Money matters, investment decisions, building wealth for your future – these are fundamental aspects of life. And while money might not be able to buy happiness, financial security has a significant impact on our overall wellbeing and a direct impact on the quality of our life in retirement.
So, though these should be issues that take a priority position in our lives, why do the majority of us remain so disengaged with long-term financial decisions and investments?
And why is this even more so for women – especially considering that women are already at a disadvantage in terms of long term financial wellbeing compared to men?
In celebration of International Women’s Day, Clayton Utz Deputy Chief Executive Partner, Kate Jordan, hosted a panel discussion on financial wellbeing, in support of non-profit organisation Good Return.
The panel featured KPMG’s first female partner, Margaret Wright; CEO of Grow Super, Josh Wilson; academic and head of marketing at US stock market trading platform Stake, Grace Palos; along with our CEO, Joseph Chou. The discussion was facilitated by Westpac’s Head of Women’s Markets, Felicity Duffy.
The panel provided practical insights into improving your financial health and building wealth for the future, sharing research, strategies as well as personal experiences and stories.
Margaret Wright talked about her career after deciding to leave KPMG, stating that despite her considerable corporate success, she hadn’t yet achieved “financial sustainability” for her future. She therefore sought a role which would also provide stock options – eventually working for Macquarie Bank. However, despite a dramatic increase in the Bank’s share price over time, Margaret said her lack of time and understanding of the ‘collar’ strategy – something her adviser recommended she put in place – meant that even this path had not provided the financial outcome she had hoped for.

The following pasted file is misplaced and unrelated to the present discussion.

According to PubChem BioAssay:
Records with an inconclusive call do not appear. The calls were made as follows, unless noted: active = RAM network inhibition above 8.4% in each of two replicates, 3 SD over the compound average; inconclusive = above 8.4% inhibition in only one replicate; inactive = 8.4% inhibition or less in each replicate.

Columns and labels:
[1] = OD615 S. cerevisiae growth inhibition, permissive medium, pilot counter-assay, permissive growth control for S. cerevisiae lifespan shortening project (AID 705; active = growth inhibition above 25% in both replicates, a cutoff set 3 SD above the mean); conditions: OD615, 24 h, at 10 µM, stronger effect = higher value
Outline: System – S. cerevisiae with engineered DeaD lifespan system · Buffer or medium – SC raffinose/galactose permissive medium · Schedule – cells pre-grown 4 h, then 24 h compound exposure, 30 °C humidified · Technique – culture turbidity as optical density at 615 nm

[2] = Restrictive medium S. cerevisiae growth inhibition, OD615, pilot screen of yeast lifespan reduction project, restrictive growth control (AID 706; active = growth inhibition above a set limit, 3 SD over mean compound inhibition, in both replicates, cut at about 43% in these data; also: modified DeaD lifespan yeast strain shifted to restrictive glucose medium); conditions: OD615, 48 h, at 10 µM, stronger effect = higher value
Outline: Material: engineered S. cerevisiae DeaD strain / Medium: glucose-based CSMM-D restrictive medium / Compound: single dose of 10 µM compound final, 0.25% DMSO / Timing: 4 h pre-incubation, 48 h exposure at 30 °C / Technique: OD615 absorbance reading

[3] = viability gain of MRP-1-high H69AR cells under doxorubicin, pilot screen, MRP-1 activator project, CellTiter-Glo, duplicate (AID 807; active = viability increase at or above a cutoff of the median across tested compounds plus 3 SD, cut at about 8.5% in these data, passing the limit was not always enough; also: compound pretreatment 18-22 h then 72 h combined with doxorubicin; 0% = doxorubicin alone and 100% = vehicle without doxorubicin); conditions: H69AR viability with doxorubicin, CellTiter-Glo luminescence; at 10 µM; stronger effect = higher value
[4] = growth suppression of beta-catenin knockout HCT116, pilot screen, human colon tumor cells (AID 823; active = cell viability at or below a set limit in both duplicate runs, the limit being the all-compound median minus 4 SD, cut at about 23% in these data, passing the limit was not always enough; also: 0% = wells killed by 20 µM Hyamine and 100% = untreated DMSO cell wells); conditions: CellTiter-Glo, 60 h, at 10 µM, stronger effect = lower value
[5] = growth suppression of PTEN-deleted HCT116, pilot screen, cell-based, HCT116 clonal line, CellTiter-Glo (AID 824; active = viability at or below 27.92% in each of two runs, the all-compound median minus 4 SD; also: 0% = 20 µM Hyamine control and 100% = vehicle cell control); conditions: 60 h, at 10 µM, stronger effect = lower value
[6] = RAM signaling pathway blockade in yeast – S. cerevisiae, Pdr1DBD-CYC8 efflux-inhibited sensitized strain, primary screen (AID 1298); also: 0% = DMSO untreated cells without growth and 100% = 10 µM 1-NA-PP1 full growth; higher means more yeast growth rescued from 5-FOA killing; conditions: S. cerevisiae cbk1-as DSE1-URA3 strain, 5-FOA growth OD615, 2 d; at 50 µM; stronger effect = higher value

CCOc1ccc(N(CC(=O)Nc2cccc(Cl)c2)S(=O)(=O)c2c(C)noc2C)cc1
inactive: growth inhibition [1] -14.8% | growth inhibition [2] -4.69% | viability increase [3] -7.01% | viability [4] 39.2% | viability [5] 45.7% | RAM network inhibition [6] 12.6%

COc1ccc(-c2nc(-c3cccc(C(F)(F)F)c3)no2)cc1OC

Grace Palos, who has conducted significant research in the area of women’s financial decision making, mentioned that women tend to feel confused/overwhelmed when it comes to investment decisions even though they may be a ‘boss’ in every other aspect of their lives. And yet, once they overcome this hurdle and become investors, women tend to outperform men in their investments.
“The myth that it is overly complicated, can be busted,” Ms Palos said.
Josh Wilson of Grow Super, a start-up super fund aimed at millennials, said a core element of his business was helping younger people become more engaged with their super, for example through their app or having the choice to invest some of their funds in ethical businesses etc.
“We want to help more people to see it as their money,” he said.
Joseph Chou spoke passionately about the relative accessibility of residential property investment; being a pathway to long term financial security that most ‘average’ Australian families can take, with a bit of help.
“The key thing I’ve learned is that you need to have the best team around you. People don’t think twice about hiring a tennis coach to learn tennis, or the best legal counsel for any legal matters. But for some reason, nobody talks about money, or seeks a mentor or coach to support them in this area. And yet, wealth is something that can be taught, and it’s an extremely important part of your overall wellbeing, and crucial to your future.”
What the panel were all able to demonstrate clearly was that financial wellbeing is relevant to everyone – women, men, from senior professionals to 20-year-olds who are just starting out in the workforce.
“With modern technological and medical advances, we will live longer than ever before – but how many people are actually prepared for the reality of that? How will people be able to afford to live that long?” added Mr Chou.
“We simply can not stress enough how important it is for people to take ownership of their financial future and start putting some strategies in place as soon as possible. And that’s where we can help – both for individuals as well as businesses and their staff.”